Bills on Electronic Tracking of Medications Draw Fire in California
Two bills that would address electronic pedigrees for prescription drugs are sparking fierce debate in the California Legislature as health care stakeholders weigh in on each proposal, Capitol Weekly reports.
For example, the California Consumer Services Agency is opposing SB 1307 by Sen. Mark Ridley-Thomas (D-Los Angeles), which would require prescription drugs to be tracked with a system of electronic technology or bar codes from when they are manufactured to when they are sold in a pharmacy. The bill is sponsored by the California Board of Pharmacy, which falls under the Consumer Services Agency.
In June, the agency proposed a set of amendments to the bill that would delay the deadline for deploying the tracking technologies, called e-pedigree, from 2011 to 2015. The agency also suggested a change that would exempt drug manufacturers from the e-pedigree requirement, according to Ridley-Thomas.
Ridley-Thomas rejected the amendments, and agency officials testified against the bill at a hearing of the Assembly Business and Professions Committee.
Greg Hurner, deputy secretary for legislation with Consumer Services, said that if the bill is not amended, it would increase drug costs and would not address issues such as drug counterfeiting.
Hurner also sent a letter to Ridley-Thomas opposing the bill and saying that the cost of the electronic tags that pharmacies and hospitals would need to buy "would likely require tens of millions of dollars annually" from the General Fund at a time "of increased budget pressures."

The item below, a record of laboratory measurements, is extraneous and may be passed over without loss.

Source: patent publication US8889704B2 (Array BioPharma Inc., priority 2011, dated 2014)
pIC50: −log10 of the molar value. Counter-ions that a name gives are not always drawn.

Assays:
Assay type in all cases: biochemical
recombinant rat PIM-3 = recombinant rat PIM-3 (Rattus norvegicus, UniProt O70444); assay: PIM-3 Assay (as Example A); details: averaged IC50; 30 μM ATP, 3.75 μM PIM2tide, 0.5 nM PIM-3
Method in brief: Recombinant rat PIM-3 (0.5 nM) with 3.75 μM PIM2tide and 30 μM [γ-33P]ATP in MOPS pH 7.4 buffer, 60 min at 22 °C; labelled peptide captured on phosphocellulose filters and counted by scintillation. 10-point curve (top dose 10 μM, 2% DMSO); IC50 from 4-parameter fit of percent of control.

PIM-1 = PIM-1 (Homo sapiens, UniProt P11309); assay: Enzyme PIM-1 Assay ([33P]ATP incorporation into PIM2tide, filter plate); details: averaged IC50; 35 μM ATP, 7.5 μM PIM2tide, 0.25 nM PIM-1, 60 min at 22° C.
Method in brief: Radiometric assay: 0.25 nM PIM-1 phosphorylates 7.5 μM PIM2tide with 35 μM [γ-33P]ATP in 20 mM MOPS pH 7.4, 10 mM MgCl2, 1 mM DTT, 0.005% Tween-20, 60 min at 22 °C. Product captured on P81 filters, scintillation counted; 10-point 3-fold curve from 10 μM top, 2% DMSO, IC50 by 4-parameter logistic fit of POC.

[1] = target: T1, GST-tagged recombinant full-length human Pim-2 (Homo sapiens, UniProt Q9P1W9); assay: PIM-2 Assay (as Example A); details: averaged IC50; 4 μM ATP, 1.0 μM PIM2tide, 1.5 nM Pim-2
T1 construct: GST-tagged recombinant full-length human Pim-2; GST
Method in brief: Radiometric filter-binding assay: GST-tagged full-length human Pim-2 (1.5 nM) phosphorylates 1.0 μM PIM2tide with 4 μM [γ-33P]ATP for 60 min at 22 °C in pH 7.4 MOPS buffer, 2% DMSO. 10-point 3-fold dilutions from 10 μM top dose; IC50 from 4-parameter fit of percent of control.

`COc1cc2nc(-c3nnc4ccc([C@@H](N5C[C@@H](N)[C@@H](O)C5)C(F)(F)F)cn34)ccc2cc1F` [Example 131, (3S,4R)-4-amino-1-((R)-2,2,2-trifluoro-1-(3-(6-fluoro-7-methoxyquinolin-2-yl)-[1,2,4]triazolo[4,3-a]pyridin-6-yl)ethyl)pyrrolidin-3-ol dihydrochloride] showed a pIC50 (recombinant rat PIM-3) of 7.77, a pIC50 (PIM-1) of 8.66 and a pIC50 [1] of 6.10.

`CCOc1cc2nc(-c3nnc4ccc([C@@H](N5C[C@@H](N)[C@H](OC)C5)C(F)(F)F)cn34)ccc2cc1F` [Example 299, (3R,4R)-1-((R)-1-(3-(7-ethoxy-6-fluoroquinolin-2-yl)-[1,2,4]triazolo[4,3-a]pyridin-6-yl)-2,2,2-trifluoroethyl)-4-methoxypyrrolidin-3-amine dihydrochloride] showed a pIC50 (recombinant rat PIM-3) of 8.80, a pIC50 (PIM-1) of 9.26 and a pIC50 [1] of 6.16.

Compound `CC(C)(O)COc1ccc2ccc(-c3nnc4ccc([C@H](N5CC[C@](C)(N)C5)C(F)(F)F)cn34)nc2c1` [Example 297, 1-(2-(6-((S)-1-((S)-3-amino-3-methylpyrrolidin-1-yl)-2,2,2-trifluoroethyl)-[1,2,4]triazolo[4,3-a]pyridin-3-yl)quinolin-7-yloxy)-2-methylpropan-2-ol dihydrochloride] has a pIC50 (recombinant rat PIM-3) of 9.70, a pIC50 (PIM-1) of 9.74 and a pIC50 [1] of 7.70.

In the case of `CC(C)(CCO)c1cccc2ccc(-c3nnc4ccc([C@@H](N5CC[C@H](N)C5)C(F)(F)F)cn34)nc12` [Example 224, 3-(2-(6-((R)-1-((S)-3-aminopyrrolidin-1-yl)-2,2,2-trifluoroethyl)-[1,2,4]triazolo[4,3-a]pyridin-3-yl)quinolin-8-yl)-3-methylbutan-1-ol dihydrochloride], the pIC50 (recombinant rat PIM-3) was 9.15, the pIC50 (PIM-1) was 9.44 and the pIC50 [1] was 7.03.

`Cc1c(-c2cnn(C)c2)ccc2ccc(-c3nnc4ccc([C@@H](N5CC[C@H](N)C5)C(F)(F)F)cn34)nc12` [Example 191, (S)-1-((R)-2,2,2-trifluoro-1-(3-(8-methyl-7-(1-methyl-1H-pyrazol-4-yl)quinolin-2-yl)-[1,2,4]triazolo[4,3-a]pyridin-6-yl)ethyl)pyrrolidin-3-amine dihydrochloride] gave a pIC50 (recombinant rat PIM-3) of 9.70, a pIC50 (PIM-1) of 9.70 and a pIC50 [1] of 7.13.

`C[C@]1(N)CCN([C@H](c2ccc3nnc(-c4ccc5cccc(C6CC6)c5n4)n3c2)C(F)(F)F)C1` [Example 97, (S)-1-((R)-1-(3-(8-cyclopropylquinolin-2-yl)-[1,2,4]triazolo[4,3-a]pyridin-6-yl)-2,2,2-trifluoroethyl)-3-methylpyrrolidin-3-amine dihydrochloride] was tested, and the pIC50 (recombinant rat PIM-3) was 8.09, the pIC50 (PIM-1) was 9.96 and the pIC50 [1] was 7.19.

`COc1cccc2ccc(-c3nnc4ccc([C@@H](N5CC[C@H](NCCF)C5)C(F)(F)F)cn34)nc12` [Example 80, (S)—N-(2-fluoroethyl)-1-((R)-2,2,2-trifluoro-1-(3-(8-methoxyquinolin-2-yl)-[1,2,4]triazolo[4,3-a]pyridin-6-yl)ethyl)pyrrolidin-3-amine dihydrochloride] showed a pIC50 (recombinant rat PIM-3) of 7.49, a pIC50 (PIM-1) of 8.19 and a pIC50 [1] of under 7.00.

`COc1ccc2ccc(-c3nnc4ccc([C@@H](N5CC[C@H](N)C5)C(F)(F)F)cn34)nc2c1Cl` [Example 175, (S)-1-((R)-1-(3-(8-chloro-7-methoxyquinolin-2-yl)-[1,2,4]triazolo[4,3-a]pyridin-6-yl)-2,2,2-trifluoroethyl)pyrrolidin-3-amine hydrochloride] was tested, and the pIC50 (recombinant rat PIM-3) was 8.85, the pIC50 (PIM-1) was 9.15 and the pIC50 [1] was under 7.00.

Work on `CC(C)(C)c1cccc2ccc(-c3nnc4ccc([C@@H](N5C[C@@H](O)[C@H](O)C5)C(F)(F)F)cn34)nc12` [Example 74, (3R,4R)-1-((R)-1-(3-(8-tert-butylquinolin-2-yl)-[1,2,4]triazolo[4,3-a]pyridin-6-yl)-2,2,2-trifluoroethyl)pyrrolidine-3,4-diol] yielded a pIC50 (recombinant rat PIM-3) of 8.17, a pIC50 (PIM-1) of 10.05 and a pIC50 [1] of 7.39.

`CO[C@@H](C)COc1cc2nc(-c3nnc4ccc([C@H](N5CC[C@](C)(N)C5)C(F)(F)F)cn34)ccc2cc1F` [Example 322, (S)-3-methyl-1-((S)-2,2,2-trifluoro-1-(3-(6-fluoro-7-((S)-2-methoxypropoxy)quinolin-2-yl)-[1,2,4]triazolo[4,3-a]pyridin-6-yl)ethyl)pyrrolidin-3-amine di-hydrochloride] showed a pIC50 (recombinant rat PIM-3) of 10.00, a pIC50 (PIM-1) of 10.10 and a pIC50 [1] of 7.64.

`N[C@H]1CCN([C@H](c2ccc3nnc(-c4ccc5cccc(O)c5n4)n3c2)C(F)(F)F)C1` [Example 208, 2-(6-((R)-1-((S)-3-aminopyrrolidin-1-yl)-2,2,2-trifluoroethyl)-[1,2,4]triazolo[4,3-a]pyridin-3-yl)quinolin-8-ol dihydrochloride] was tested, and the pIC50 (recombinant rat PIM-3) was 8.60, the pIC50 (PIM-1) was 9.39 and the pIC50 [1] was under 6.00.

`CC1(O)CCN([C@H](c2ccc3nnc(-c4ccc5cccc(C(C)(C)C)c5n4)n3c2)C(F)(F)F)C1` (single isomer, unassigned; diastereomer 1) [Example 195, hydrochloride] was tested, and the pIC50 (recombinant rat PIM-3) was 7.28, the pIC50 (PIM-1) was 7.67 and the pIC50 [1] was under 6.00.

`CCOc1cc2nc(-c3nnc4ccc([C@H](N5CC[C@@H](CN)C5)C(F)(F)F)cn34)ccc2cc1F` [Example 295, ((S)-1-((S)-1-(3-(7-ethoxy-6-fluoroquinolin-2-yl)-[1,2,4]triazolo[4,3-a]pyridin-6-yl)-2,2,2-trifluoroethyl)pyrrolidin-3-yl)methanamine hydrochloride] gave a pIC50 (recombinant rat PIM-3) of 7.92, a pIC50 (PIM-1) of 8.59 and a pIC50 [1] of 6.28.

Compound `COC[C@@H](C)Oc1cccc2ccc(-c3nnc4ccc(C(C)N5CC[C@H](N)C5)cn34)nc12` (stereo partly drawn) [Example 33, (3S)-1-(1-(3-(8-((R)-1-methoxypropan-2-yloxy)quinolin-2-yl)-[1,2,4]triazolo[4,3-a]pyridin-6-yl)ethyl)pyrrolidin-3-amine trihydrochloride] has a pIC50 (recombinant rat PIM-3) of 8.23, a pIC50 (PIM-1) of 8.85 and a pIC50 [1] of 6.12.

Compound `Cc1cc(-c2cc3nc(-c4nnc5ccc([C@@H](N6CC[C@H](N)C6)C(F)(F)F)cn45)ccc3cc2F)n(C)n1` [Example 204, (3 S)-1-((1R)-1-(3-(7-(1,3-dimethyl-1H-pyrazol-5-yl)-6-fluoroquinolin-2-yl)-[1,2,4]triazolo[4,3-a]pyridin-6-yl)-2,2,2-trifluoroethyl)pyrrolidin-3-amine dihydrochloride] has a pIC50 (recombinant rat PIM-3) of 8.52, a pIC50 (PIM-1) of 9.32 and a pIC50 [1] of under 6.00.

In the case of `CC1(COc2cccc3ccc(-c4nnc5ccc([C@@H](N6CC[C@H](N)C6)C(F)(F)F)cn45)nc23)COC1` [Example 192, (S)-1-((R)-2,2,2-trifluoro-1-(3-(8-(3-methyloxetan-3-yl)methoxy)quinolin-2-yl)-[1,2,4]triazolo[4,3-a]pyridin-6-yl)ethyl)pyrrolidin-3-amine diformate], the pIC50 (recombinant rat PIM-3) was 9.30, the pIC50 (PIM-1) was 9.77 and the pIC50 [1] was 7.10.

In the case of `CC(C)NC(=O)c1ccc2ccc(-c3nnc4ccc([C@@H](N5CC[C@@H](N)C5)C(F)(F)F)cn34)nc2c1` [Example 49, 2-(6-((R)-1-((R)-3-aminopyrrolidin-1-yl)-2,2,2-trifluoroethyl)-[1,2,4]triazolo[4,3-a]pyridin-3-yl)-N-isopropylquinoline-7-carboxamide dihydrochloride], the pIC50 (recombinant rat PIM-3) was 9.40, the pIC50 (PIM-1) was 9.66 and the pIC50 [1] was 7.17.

Drugmakers also have said they want to avoid a situation where different states use different e-pedigree standards.
Ridley-Thomas noted that his measure calls for federal e-pedigree standards -- when they are created -- to supersede California's standards.
Drugmakers are supporting a bill (SB 1270) by Sen. Gil Cedillo (D-Los Angeles) that would establish a task force to study options for phasing electronic pedigree into the pharmaceuticals system.
However, some e-pedigree supporters are not supporting Cedillo's proposal.
Brian Liang, executive director of the Institute for Health Law Studies at UC-San Diego, said, "You spend enough time in Sacramento, as well as Washington, [you realize] when you establish a task force it means you have an excuse to do nothing" (Maclachlan, Capitol Weekly, 7/10).